Statewide: June 16, 2010 Archive
Kevin Burkart wants to jump out of an airplane 200 times today. Fog and clouds
are hampering delayed the start of his crazy stunt.
UPDATE 11:15 a.m.: Burkart completed his first jump of the day shortly after 11 a.m. If he aims to hit 200 before dark, he's got to make about 20 jumps per hour.
UPDATE 2:35 p.m.: Things are really rolling now. He's got 50 jumps in the can.
UPDATE 10:30 p.m.: Looks like the late start was too much too overcome. Burkart's Twitter stream indicates the team was calling it a night at only 150 jumps.
For Burkart, the skydiving marathon is a way to raise money for Parkinson's research, a cause he took up after his dad was diagnosed with the disease in 1999.
He's hoping to do the jumps at Skydive Twin Cities in Baldwin, Wis.
Burkart wrote a touching story about his dad's experience.
It was 7:00am on a Saturday morning. July 31, 1999. I was a busy 28 year old professional living in the Twin Cities. I was late to meet my friends at the boat launch on the Mississippi River. We were putting in for a weekend of boating and camping on the Mississippi and St. Croix Rivers. I hadn't spoken to my Dad much that summer. Not as much as I would have liked. And for some reason, something was nagging at me that I needed to call him. So, schedule aside, I phoned him. His wife Monica answered. I told her I had to talk to Dad and tell him I loved him. She said okay, I'll put him on right away. When he got on, I noticed she stayed on the phone. And I knew something wasn't quite right. And indeed, he cried.
He told me the day before, Friday, he'd been diagnosed with Parkinson Disease and how did I know to call him and tell him I loved him?
Posted at 12:50 PM on June 16, 2010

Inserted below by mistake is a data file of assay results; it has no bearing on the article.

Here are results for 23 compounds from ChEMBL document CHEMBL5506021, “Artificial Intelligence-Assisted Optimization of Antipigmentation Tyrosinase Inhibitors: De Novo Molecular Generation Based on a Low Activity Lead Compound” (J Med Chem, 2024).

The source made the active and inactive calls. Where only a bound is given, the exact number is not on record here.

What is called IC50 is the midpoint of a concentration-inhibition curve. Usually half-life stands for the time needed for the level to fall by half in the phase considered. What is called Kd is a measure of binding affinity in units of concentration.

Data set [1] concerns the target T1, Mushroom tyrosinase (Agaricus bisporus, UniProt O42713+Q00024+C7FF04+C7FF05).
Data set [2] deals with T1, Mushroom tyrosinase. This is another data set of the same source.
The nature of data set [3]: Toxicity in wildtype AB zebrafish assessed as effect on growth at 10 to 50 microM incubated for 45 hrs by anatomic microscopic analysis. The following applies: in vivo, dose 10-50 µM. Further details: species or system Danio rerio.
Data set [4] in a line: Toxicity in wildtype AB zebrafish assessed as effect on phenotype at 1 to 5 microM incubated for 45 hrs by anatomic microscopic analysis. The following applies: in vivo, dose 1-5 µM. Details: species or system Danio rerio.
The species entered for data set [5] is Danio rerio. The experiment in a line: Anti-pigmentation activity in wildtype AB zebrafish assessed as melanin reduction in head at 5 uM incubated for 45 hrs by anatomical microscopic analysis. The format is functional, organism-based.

by Bob Ingrassia
Filed under: Environment
But a national conservation organization took a whack at that pillar last week with a report concluding that electricity produced from biomass produces more greenhouse gases than power from coal.
The study touched off a firestorm in green energy circles. Biomass backers pointed out what they see as flaws in the study's methods. They were especially upset that the study assumed wood-burning plants were consuming freshly cut trees, as opposed to burning material destined for landfills.
The coal-vs-wood issue is a big deal in Minnesota. A state survey found that dozens of Minnesota plants burned nearly five million tons of biomass in 2007. The state's report forecast an increasing demand for biomass power.
Questions about the relative cleanliness of biomass may surface as the state and local governments weigh subsidies and other aid for plants that promise "green energy."
Posted at 3:55 PM on June 16, 2010
by Bob Ingrassia
Filed under: Northwest Minnesota
Lake property owners on Dead Lake in northwest Minnesota have been fighting lake shore developers for a decade and it appears they've now won.
The Trust for Public Land and the Minnesota Department of Natural Resources say 200 acres of environmentally sensitive lakeshore will become a state Wildlife Management Area.
This shoreline would be a busy marina if the Blue Heron Bay development ever gets built. (MPR photo/Dan Gunderson)
Dead lake is the largest natural environment lake in the state. Natural environment lakes are shallow and considered more sensitive to environmental damage than other lakes.
A developer wanted to build a small community on the lakeshore with condos, a restaurant, stores and a marina.
The Trust for Public Lands says more than three miles of lakeshore are now protected at a cost of more than two million dollars mostly from the Outdoor Heritage Fund and Critical Habitat license plate funds.
- Dan Gunderson